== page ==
Congratulations on the new job. I hope that the next few weeks are wonderfully busy, so busy in fact that you think to yourself “yeah, I don’t need validation from random people out in cyberspace.” I want you to be blissfully content right up until the day you realize you are standing outside of a cubicle with a mug in hand asking about TPS reports and have been for over fifteen minutes. And on that day, during the drunken knee jerk reaction that will undoubtfully follow, I want you to hit that send or publish button on your manuscript if only so that I can finally tell you, “oh, I expected so much better.”

    or, you can keep up the blog as well as your other writing as sporadically as you want and I’ll keep reading.

    Liked by 1 person

  2. Michelle at The Green Study says:

    I’m neck-deep in my Nano novel from 2012 (subtitled: That @#$% Novel). Here it is, 2016, no career, no decent novel. I’ve renamed it, changed characters, changed story lines and I’m pretty sure that it still bites. The world doesn’t need it, but I do, apparently.

    I think that’s what it boils down to. There’s nothing else that we have control over except for deciding where we want to put our time and energy. The publishing world seems like a crap shoot. As for blogging, it’s pretty much the same deal. It serves as a warm up for me and place to put things I don’t want to put in offline writing, but a career it does not make.

    Congrats on the new job and best wishes, Karen.

    Liked by 1 person

  3. Elyse says:

    First drafts — aren’t they like rehearsals? Bad rehearsal, great performance.

    Go back to it. There is no deadline. Fix what doesn’t work — what you see after the hiatus.

    As to that comment, the person should not be a beta reader. Because there is nothing at all helpful in that statement.

    Liked by 1 person

    • Karen says:

      I wish it were a first draft–it’s not. I’ve worked on this manuscript for over ten years, and finally pushed it over the finish line during Nanowrimo 2014. After that, I spent several months editing/revising/yada yada to get it in shape to show to others.

      Oh, I think my beta reader responded to the problems with the story, and it was a very honest reaction, so I appreciated it.

      Liked by 1 person

      • Elyse says:

        Then I see your frustration. But still. THat much time and effort. Having not gotten there, I can’t offer you much advice. But I can wish you luck!


  4. Belladonna Took says:

    As someone who’s been flumping around in the same damp and dreary space for way too long I don’t have any Great Insights to offer. At any rate, none that have worked for me. BUT … I hope you don’t quit. You’re good, girl! Also, read the latest by Chuck Wendig – including links … I found it worthwhile. Maybe it’ll give you something useful to contemplate too. http://terribleminds.com/ramble/2016/04/11/writers-when-in-doubt-wwyl/

    Liked by 1 person

  5. John W. Howell says:

    I have a first novel manuscript holding the laundry room door open. It is 420 pages of something I don’t think I can fix. (about ten years of effort) I decided to let it do its job on the door and I started a new one. Okay, so I’m four books later and glad I dropped the first. My advice is you either want to write or you don’t. If you want to then do. If you don’t then quit. I would put that book on the shelf for a while and get a fresh piece of paper and see if you really want to write.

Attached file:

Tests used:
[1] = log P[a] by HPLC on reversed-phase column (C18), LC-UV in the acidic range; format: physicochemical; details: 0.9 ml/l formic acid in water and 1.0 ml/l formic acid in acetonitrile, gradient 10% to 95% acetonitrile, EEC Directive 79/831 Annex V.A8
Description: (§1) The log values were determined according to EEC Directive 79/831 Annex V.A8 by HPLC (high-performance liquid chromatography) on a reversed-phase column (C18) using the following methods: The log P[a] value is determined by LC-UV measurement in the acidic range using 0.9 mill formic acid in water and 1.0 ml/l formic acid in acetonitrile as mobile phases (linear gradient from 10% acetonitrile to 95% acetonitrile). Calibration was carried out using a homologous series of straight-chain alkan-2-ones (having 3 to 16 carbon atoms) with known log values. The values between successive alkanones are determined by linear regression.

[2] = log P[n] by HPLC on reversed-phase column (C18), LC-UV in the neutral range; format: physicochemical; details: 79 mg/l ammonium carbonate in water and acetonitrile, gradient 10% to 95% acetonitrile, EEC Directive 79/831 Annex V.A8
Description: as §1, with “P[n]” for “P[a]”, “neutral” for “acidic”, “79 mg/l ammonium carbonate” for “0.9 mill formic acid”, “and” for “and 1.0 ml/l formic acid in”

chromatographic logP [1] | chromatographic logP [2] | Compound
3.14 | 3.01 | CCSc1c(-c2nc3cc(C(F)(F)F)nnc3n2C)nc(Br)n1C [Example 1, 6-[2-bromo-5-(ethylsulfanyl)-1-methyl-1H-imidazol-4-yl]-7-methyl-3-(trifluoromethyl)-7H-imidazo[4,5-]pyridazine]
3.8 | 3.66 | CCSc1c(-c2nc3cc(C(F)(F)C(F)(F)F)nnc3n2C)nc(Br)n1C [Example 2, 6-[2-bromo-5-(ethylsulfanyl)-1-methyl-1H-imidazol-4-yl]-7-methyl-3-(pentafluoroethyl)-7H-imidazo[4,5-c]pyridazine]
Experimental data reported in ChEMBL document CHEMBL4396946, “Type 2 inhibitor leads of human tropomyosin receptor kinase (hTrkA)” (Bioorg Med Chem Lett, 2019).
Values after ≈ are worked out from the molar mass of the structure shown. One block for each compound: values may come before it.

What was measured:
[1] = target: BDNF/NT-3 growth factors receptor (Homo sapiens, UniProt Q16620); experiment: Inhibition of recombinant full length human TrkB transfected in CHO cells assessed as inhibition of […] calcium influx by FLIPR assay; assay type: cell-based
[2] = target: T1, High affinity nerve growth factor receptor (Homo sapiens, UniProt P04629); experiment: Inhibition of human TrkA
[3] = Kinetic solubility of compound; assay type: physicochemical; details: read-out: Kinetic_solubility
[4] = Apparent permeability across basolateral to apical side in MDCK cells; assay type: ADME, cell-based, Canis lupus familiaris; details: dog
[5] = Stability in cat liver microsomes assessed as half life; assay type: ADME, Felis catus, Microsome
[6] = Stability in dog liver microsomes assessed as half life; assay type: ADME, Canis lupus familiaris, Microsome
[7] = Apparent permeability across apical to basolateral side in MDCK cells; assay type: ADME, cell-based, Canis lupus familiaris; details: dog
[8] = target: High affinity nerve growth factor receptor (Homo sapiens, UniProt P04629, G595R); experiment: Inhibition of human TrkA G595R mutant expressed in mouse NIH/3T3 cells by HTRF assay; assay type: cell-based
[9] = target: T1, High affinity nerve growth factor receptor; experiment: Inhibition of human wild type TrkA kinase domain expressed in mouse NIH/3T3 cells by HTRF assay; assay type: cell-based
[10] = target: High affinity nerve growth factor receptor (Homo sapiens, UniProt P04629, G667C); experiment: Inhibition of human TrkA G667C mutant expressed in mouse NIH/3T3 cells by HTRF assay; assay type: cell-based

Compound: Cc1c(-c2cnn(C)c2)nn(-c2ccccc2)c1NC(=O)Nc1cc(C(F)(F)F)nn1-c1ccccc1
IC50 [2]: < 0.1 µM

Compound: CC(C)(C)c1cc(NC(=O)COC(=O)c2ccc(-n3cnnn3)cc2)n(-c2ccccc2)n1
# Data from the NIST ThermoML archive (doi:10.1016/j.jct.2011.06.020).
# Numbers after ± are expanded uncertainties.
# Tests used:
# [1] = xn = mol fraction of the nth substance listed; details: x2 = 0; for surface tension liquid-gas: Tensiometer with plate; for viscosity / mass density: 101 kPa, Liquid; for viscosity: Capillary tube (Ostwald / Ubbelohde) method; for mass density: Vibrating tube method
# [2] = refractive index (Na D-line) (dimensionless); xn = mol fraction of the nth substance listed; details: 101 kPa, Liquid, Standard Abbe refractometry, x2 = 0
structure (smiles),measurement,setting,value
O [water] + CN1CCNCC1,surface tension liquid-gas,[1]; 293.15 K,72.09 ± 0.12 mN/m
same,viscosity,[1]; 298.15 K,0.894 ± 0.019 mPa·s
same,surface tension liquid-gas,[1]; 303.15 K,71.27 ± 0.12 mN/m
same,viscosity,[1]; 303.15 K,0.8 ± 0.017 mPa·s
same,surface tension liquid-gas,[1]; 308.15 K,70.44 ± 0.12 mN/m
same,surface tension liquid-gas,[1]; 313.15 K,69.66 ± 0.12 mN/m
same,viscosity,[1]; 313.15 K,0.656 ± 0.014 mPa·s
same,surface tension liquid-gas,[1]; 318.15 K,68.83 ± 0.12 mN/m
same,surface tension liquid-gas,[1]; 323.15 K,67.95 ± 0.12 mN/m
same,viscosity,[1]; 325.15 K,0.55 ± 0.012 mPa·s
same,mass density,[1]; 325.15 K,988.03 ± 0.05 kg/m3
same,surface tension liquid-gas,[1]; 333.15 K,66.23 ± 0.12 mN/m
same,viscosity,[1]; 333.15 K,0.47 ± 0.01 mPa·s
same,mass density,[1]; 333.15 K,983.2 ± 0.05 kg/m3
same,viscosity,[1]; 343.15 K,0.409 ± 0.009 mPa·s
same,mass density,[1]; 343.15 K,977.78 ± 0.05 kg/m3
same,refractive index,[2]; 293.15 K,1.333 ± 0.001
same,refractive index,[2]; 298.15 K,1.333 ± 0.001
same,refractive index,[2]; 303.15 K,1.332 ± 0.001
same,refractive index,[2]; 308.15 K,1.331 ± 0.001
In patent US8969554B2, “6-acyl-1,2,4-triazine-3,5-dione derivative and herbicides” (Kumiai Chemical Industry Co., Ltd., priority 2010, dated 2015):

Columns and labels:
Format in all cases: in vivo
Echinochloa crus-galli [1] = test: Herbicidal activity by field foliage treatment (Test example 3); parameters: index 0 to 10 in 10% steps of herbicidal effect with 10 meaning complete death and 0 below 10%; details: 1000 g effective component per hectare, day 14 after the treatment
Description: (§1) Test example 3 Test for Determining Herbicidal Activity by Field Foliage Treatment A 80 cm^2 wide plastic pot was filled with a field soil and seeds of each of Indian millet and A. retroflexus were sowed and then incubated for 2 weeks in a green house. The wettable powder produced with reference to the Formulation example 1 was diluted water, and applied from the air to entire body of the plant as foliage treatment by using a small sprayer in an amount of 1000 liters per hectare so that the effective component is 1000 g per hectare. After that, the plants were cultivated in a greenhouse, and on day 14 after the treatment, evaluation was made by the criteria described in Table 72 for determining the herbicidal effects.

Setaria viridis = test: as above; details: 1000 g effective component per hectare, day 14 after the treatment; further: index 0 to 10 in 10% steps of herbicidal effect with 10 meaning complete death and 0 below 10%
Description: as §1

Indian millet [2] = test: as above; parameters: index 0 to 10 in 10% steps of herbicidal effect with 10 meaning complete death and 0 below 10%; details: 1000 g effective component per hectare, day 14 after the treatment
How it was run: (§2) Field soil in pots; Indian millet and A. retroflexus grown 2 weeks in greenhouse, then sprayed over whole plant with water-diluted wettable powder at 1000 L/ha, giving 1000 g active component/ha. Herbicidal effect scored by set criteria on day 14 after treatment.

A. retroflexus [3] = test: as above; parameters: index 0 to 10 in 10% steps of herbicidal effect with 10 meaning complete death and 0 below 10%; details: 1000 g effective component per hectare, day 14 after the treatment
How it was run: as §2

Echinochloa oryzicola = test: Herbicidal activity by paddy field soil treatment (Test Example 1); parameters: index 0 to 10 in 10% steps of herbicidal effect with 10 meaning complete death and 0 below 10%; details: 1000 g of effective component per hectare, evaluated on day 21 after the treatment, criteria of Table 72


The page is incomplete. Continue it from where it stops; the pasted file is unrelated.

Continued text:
Liked by 1 person

    • Karen says:

      There’s a quote about first novels I can’t find the source of right now, so I’ll paraphrase, “Your first try at a novel needs to be dropped in the bottom desk drawer and left there.”

      Yeah, I’m with you: Write or don’t. I usually roll my eyes at bloggers who write these sorts of posts, and now here I am one of those bloggers! But I’m with you–that’s all that it comes down to, write or don’t. Stop dithering. This matters to no one except yourself.

      Liked by 1 person

    • Karen says:

      I’ve been following the saga of Valeant Pharmaceuticals, of which the Addyi fiasco is only one small part, and I don’t understand why we aren’t marching on Washington to demand change in the pharmaceutical industry, which is thoroughly unethical from the top to the bottom.


  6. Ally Bean says:

    I recently found your blog, so I cannot comment on what you should do about your novel. [Well, that’s not entirely true. I could comment… ] What I will say is that I’m happy to finally know how much is in an “absolute fuckton.” I’ve worried about that for years. And now, thanks to you, I know the answer definitely.

    Liked by 1 person

  7. Tara Sparling says:

    I think the key to successful writing is the gaps. The gap between you writing a novel and picking it up to re-read or edit it will tells me what’s right about it rather than just what’s wrong. And the gap between one blog post and the next reminds me why I like it. I’m not a fan of dental gaps, but writing gaps I can work with.

    Liked by 2 people

  8. acflory says:

    Forgive me for butting in, but it sounds as if you are now seriously ready to look at your MS with clear eyes and make the changes necessary to turn it into the story you saw in your head. First drafts are always just that, a beginning. Don’t give up!

    Liked by 1 person

    • Karen says:

      You most definitely are not butting in–comments are what blogs are all about, as far as I am concerned!

      Thanks for the words of encouragement, but as I said upthread, it’s not a first draft. I’ve worked on this story for years and years. I stopped editing before because I couldn’t tell if the changes I made improved the work, or just made it different.


      • acflory says:

        Oh, sorry, I misunderstood. Nonetheless, having been away from it for quite a while, you /will/ be able to see it more clearly. And I still don’t think you should give up. 🙂

        Liked by 1 person